According to the Wall Street Journal, A-list action stars like Dwayne Johnson, Vin Diesel, and Jason Statham now ask for clauses in their film contracts that ensure they never lose a fight and always look tough and strong onscreen. (“According to producers and crew members on the [Fast & Furious] films,” the WSJ report read, “Mr. Statham, 51 years old, negotiated an agreement with the studio that limits how badly he can be beaten up on screen,” while Johnson supposedly “enlists producers, editors and fight coordinators to help make sure he always gives as good as he gets.”)
It’s pretty clear that Chris Pine doesn’t make those kinds of contractual demands of his big-budget spectacles. In movies like the Star Trek, Wonder Woman, and now Dungeons & Dragons: Honor Among Thieves, Pine has carved out a blockbuster niche playing the sorts of roles other macho stars have abandoned: Charming, self-effacing underdogs.
All of those aforementioned action heroes would have rejected Pine’s Dungeons & Dragons character out of hand. His Edgin is technically a bard, but he’s really more of a schemer, and not an especially effective one at that. You expect the protagonist of a film titled Dungeons & Dragons to stride through its center swinging a sword or an axe. Instead, Edgin wears a lute slung over his shoulder where a weapon would typically be. Occasionally, he even plays it — badly. Edgin barely throws a single punch in Honor Among Thieves’ 134 minutes, though he does a fair amount of running away from danger.
It takes a great deal of self-confidence to play this sort of “hero,” along with a lack of vanity that’s rare among big stars. Pine never seems like he’s pandering for a laugh, and never seems concerned about getting upstaged or looking weak or foolish. He also never seems alarmed or surprised by the strange monsters, wizards, or beasts he encounters. And why should he? This is Dungeons & Dragons, where strange monsters, wizards, and beasts are everyday occurrences.
That, along with Pine’s performance, are the most refreshing things about Honor Among Thieves, a movie that outperformed and overdelivered on my expectations. It manages to capture not only the adventure of the Dungeons & Dragons role-playing game, but also the sense of camaraderie the game engenders, because it is typically played by groups of close friends meeting regularly for months or even years to a complete a campaign. In a comparatively brief and brisk 134 minutes, Honor Among Thieves brings together a quirky party of rogues, warriors, wizards, and shapeshifters, and sets them on an epic quest to rescue a fair maiden, save an imperiled kingdom, and crack a lot of dry jokes.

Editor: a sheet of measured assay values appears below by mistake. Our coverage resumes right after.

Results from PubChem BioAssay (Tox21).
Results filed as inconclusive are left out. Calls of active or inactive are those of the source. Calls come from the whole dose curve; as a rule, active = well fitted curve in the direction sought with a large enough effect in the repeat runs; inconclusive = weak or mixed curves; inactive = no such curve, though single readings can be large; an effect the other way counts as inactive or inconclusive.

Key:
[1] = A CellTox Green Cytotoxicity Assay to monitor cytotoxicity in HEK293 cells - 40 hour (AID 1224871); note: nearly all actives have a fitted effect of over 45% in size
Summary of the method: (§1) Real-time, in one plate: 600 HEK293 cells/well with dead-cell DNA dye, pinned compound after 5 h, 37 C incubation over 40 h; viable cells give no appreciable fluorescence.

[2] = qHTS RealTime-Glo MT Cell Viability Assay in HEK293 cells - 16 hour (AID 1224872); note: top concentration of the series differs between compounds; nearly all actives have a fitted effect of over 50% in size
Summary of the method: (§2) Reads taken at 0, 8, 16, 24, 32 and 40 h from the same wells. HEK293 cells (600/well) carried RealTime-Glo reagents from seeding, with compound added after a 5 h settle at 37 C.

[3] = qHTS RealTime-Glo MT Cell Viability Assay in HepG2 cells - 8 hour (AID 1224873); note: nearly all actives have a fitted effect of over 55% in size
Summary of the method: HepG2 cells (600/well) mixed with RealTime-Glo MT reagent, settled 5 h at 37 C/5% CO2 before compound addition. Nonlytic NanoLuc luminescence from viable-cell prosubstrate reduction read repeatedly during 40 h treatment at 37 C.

As the film begins, Edgin and his constant companion, the barbarian Holga (MIchelle Rodriguez), have been imprisoned for a heist gone wrong. Years earlier, Edgin’s wife had been killed by a Red Wizard, leading him to abandon his work as a Harper (basically a D&D cop) and become a thief to provide for his daughter Kira (Chloe Coleman). Edgin assembled a crew of crooks that included a bumbling sorcerer named Simon (Justice Smith) and the cunning con artist Forge (Hugh Grant), and they learned of a magical tablet that could resurrect his lost love. Edgin and Holga botched the theft of the tablet and landed in jail; when they finally get out, they find Kira has been taken in by a corrupt nobleman. So they need to reconnect with their old crew —and recruit a few new allies like the body-morphing Doric (Sophia Lillis) and the brave paladin Xenk (Regé-Jean Page) — to save her.
The path to freeing Kira is not a straight line; this intrepid party must seek out specific artifacts to aid their odyssey and — spoiler alert — they do wind up in at least one dungeon where — additional spoiler alert — they meet a dragon. But in these and other scenes directors/co-writers Jonathan Goldstein and John Francis Daley subvert our assumptions about how these encounters should and will play out. There have been a lot of dragons in movies and TV in the last few years, but Honor Among Thieves introduces a legitimately novel one that I, at least, hadn’t seen before.
Goldstein and Daley also draw on the history of Dungeons & Dragons to fill their frame with loads of weird creatures, interesting locations, and surreal imagery; almost every scene has some new thing to gawk at and ponder. And the effects are generally better than average for Hollywood blockbusters, which too often these days look like they were shot in one big green room with backgrounds filled in later by artists under backbreaking deadlines. Honor Among Thieves takes its characters all over its fantasy realm, from scenic beaches, to underground caverns, to a bustling castle, and each feels like a distinct and fully realized place.
I’ve only played Dungeons & Dragons a handful of times in my life, so I am not an authority on the game by any means. But the times I did play D&D closely mimicked the vibe of Honor Among Thieves: Big adventure punctuated by dorky humor. Dorks love a good quest for treasure or glory, but also enjoy acknowledging well-worn storytelling tropes and clichés. Nobody around the table where I played my D&D games was anywhere near as handsome as Chris Pine. But like his character, we lost a lot of fights and kept on playing anyway. That’s what true heroes do.
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Content Source: screencrush.com